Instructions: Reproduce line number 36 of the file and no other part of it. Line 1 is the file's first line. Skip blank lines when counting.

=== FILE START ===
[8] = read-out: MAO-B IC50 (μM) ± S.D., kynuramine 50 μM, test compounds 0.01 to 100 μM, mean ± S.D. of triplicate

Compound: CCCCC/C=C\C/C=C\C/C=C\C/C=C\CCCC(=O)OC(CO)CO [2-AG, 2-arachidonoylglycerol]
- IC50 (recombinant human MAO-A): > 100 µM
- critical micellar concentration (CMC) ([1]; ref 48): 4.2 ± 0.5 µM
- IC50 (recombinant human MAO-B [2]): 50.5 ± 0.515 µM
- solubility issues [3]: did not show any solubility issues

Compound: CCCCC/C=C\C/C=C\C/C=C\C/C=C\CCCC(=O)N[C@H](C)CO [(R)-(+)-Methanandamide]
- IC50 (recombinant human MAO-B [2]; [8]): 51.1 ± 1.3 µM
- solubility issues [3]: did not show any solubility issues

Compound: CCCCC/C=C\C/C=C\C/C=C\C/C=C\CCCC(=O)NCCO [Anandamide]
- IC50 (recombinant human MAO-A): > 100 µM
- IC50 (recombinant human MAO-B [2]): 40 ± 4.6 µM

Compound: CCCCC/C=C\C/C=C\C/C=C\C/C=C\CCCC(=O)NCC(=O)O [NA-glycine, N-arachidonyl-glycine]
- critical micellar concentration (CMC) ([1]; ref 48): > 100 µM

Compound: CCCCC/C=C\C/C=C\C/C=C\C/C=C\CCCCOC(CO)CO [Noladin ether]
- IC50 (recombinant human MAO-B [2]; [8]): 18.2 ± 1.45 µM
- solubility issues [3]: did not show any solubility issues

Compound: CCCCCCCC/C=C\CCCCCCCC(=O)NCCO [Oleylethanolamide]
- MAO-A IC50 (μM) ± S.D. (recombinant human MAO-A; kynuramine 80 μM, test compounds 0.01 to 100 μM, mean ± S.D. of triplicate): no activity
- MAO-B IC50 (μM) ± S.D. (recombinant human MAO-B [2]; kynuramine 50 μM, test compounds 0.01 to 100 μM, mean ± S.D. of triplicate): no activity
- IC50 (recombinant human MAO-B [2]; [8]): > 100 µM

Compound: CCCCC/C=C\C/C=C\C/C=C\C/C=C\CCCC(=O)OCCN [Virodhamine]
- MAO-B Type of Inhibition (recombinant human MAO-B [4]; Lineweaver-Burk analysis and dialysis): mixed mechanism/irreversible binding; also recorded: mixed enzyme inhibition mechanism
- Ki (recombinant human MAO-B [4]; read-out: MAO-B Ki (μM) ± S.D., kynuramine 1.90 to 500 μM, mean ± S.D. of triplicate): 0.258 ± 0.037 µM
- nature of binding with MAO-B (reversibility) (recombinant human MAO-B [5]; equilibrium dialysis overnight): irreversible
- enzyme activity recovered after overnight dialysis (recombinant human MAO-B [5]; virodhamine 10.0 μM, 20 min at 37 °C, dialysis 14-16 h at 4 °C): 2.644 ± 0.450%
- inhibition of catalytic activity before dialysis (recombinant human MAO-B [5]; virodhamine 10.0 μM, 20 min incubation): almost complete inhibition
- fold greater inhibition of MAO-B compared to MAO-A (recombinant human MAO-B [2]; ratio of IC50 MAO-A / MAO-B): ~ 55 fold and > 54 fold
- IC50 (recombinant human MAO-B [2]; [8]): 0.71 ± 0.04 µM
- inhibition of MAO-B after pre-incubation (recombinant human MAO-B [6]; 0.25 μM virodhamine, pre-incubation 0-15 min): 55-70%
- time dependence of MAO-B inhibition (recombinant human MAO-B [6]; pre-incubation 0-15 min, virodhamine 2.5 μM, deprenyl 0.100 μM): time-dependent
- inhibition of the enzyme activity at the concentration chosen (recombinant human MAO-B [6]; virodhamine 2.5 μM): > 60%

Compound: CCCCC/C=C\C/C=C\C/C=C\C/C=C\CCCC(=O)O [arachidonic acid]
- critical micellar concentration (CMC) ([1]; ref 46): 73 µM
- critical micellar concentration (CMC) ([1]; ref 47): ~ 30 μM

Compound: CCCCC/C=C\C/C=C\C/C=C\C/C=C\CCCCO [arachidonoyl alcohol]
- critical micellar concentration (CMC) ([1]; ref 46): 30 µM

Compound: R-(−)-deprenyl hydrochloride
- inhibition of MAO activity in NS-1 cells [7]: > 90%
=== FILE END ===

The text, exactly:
Compound: CCCCC/C=C\C/C=C\C/C=C\C/C=C\CCCCO [arachidonoyl alcohol]